Updated: May 6, 2020
‘F*** off back to Trumpland or work on your mum-tum at home like a good little girl.’
According to a message I received from a stranger online, those are my options. While I sympathise wholeheartedly with whatever happened in this individual’s past to make him angry enough to write this, personally, I believe that if someone of that ilk disagrees with me, it’s a solid indicator I am on the right path… pun intended.
Later that same day, someone else emailed my employer to get me fired from my job. I found this particularly ironic, considering how important it is that those of us who can continue to work and pay taxes into a system, which is now responsible for bailing out the many businesses and individuals impacted by this lockdown, continue to do so.
My offense? …Taking a hike.
Because of who I am as a person, I have imagined many times, what I would be like during the apocalypse. In my mind, I was donning a Mad Max style leather number and shooting zombies with a crossbow from my horse’s back, or driving a tank around the desert with my shaved head like Lori Petty …not getting cyberbullied for sharing photos of a hike.
But then, even if you agree with nothing else I say, I am sure we can all agree on one point - things don’t always pan out the way we anticipate.
Guidance is not law – it’s advice
There is no denying that the BMC and Mountain Rescue teams have advised against hillwalking during the lockdown, and I genuinely understand why.
It would make sense to be concerned that, with all this newfound time on our hands, many might decide to take up hillwalking as a new hobby/form of exercise during the lockdown (we’ve all seen the rookie, lycra-donning cyclists on the roads of late).
Obviously, a stream of novice hikers heading up Ben Nevis in trainers would result in additional strain on public services and increase the risk of spreading the virus. I get that. In societies, we do tend to take things down to the lowest common denominator for those of us that didn’t get the chance to play with shapes as children.
But a competent hiker, who grew up on the mountains in Alaska and continues to hillwalk on a regular basis? Someone that understands how to mitigate unnecessary risk and the limits of their own capabilities? Statistically, it is incredibly unlikely this individual will be putting additional strain on public services or exposing anyone to coronavirus by continuing to hike during lockdown – which I highlight in more detail below.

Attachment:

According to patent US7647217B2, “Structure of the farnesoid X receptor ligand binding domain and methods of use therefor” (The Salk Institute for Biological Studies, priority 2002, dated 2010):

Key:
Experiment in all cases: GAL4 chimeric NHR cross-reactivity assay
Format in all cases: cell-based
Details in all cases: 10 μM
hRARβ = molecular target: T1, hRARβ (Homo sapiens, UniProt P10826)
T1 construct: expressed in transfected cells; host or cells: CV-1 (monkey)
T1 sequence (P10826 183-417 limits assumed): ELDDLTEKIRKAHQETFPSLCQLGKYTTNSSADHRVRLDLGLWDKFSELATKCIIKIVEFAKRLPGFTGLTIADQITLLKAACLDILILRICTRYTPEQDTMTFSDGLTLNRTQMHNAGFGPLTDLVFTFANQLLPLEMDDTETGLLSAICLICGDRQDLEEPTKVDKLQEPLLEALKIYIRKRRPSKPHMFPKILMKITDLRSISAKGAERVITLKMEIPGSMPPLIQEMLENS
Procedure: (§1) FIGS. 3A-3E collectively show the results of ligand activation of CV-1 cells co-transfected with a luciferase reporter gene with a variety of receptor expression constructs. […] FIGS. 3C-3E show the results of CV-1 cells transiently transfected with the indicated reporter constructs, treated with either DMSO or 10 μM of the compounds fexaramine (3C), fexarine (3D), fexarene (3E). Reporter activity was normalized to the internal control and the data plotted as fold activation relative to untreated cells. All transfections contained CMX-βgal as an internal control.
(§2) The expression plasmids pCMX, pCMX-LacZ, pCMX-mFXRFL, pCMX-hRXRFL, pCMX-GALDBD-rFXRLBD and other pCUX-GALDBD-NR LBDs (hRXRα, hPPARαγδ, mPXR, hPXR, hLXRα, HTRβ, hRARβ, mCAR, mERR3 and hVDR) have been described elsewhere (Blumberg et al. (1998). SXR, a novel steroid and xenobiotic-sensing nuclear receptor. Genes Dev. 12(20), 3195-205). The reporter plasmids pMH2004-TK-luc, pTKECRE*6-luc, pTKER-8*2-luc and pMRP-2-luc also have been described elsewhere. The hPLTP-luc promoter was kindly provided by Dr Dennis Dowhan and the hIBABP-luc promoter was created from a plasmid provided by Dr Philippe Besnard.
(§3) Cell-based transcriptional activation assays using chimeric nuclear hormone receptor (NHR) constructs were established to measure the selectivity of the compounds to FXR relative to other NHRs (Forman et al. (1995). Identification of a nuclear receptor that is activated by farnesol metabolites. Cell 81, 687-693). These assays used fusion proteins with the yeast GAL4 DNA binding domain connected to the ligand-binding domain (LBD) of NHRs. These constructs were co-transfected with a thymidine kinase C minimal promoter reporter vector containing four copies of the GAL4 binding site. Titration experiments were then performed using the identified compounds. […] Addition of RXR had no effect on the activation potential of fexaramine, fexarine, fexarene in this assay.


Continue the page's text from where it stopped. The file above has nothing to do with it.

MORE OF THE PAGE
All that aside, this is guidance …and guidance is not legally binding. As it stands, there is no legislation expressly forbidding hiking, nor any other form of exercise, and exercise is clearly one of the acceptable reasons to leave the home.
Which raises the question, when did taking advice become mandatory? Everyone has received advice they’ve overruled at some point in their lives, for better or worse. That’s the beauty of advice – solicited or no – you can choose to take it or leave it. If taking advice is now mandatory, can someone please pop me into The DeLorean and take me back to my 18-year-old self as she is gearing up to marry a Russian? That would have saved me a lot of bother… but that’s a story for another day.
History is replete with the stories of people who resisted the current status quo and we’re not exactly worse off for having them around. #FoodForthought
Saving lives isn’t just about Covid-19
One of the most ironic things I have witnessed is the amount of people hurling blatant abuse at each other for ‘putting lives at risk’ for hiking, without considering that, in launching vicious attacks at strangers, they are themselves, putting lives at risk.
In 2017 there were approximately 5,821 registered deaths by suicide in the United Kingdom, equating to an average of 16 suicides per day in the country. Cyber bullying is directly linked to self-harm and suicidal behaviour – which also puts additional strain on the NHS and social services that the ‘quarantine-shamers’ seem to feel so righteous in defending.